A rigid corner grid is provided to perform the spacer function at the corner as shown in FIG. 3 where a web of spaced rods 50 and 52 are connected by lateral rods 54 each with downturned ends 56. The inner rods 50 are welded to the cross corner rod 60 as best shown in FIG. 11. As best shown in FIGS. 6 and 7, laterals 54 of the grid are received in notches 62 in order that they will not interfere with the horizontal tongue 64 and groove 66 joint between vertically adjacent tiered panels.
As shown in FIG. 3, a V-shaped or triangular reinforcement 68 can provide the lateral spacing directly at the corner.
As illustrated in FIG. 11, the corner element has grids 50 on top and bottom and rectangular grids 70 and 72 at the ends. The laterals of the end grids are also recessed in notches 74 to clear the vertical tongue and groove joints between adjacent panels.
As shown in FIGS. 1 and 10, the corners have a short section 42 and a long section 40 so that they will overlap in vertical tiering. Similarly, the corner posts 46 span the horizontal joints to provide additional stability (FIGS. 9 and 10).
In FIGS. 2, 4 and 12, an obtuse angle corner construction is shown. Inner panels 80 and 82 are spaced from outer panels 90 and 92 by grid structures which have inner and outer rods 94 and 96 and laterals 98. A suitable open V unit 100 can also be used. Both the inside and outside panels are joined in tongue and groove joints with corner posts 102 and 104 respectively.
In FIG. 13, a modification is shown wherein wood corners 110 and 112 are formed to provide the re-entry grooves to receive the wall panels. When used as a form, the structure is such that it will leave no grooves in the cast material. As shown in FIG. 13, the corner posts 110 and 112 have lateral wings extending beyond the basic lateral dimension of the post.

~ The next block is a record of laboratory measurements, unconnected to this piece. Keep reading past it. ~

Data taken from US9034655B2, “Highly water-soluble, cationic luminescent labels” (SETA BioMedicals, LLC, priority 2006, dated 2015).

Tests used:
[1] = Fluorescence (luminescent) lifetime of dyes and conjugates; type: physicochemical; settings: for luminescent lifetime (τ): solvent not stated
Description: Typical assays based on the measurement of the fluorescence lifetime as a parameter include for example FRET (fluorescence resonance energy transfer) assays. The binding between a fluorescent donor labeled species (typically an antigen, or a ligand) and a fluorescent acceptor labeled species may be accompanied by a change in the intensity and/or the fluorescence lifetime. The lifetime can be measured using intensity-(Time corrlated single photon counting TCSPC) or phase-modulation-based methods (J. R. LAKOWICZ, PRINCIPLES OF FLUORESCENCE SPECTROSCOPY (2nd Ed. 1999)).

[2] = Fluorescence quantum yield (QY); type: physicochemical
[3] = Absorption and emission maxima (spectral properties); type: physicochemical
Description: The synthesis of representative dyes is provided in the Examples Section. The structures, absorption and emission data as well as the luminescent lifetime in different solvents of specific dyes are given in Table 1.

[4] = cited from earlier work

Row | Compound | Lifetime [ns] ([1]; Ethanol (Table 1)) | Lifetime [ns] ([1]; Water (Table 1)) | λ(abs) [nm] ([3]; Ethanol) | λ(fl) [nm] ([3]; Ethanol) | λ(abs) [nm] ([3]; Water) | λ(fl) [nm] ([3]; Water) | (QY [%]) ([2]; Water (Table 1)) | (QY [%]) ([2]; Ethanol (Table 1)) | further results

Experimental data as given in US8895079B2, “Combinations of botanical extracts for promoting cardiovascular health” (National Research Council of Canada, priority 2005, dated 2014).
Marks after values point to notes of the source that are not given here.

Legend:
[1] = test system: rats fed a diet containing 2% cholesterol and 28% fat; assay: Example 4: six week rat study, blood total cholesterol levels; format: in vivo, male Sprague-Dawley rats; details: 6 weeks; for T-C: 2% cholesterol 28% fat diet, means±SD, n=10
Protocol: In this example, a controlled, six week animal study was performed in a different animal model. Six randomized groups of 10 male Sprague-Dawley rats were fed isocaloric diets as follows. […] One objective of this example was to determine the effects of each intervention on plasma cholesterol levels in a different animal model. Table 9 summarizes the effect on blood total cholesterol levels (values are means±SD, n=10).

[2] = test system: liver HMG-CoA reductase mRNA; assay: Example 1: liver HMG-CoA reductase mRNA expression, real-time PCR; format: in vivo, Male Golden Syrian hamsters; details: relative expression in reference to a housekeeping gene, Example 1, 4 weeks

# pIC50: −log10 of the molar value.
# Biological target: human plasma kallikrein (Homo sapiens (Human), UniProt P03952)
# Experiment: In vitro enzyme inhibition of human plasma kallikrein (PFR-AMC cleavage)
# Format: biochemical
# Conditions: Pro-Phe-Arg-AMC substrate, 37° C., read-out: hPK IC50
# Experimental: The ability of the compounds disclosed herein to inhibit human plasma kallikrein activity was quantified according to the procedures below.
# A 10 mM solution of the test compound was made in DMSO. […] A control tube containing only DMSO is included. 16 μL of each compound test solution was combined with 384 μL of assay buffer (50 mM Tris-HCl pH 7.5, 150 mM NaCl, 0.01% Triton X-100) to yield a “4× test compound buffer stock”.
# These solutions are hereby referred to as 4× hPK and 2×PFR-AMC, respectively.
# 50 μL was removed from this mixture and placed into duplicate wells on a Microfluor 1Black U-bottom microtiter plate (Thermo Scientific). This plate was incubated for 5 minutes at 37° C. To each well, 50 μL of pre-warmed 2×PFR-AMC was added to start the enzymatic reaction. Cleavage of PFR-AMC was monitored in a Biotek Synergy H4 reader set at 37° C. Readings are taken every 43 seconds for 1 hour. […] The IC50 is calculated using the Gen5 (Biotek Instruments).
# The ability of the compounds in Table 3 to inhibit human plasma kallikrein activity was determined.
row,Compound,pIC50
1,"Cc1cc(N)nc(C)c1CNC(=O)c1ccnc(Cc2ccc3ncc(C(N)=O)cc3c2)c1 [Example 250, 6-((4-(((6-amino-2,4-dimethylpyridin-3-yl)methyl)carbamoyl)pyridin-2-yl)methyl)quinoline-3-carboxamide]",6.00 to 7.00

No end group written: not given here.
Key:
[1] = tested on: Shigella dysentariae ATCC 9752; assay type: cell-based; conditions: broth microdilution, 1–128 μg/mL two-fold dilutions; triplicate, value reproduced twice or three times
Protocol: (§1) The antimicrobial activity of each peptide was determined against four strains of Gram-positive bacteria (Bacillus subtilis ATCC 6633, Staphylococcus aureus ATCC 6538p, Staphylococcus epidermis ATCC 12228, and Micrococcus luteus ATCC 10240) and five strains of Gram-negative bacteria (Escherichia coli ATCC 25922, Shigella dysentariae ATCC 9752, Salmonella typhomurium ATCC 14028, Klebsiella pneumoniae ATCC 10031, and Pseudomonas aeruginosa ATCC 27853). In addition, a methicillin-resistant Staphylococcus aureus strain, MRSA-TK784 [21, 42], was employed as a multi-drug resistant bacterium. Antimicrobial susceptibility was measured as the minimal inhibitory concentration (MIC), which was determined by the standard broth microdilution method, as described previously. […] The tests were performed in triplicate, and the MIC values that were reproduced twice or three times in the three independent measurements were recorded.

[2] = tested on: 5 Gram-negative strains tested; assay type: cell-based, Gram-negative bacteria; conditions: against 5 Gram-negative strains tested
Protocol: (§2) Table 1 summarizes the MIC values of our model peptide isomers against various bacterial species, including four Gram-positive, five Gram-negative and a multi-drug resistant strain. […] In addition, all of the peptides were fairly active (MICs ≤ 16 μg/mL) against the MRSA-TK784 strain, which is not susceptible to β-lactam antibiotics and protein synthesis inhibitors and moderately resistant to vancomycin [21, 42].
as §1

Thus, it will be seen that the corner units can be made up in advance just as the straight modules are made up and the modules may be assembled quickly in horizontal and tiered relationship with tight tongue and groove joints at each horizontal and vertical seam, the grids being positioned to allow free assembly of the joints. The space between the panels can remain open or be filled with sand, foamed aggregate or concrete. At each corner joint and at vertical joints the panels are overlapped horizontally to give added strength.
The spacing of the recess holes in the structure illustrated in U.S. Pat. No. 3,562,991 was preferred at 2", 5", 2", 5", etc. The spacing preferred in the present structure is 10 centimeters or 1 dm, starting at 5 cm from each end. Tongue and groove joints are provided on the horizontal edges and the vertical joints. If the structure is to be used as a form and removed after casting a filler within, the corners are preferably formed so that they do not project into the interior. See, for example, the outside corner 46 of FIG. 1. See also FIG. 13, previously described, where corner structures are confined essentially to the wall thickness.
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|WO2014117260A1 *||Feb 4, 2014||Aug 7, 2014||COSSETTE, André||65 db sound barrier insulated block|
|U.S. Classification||52/275, 52/564, 52/426|
|International Classification||E04B2/32, E04B2/86, E04B2/02|
|Cooperative Classification||E04B2/32, E04B2002/867, E04B2002/0208, E04B2002/0243, E04B2/8652|
|European Classification||E04B2/86J, E04B2/32|
|Jun 25, 1987||FPAY||Fee payment|
Year of fee payment: 4
|Jul 5, 1991||FPAY||Fee payment|
Year of fee payment: 8
|Aug 23, 1995||FPAY||Fee payment|
Year of fee payment: 12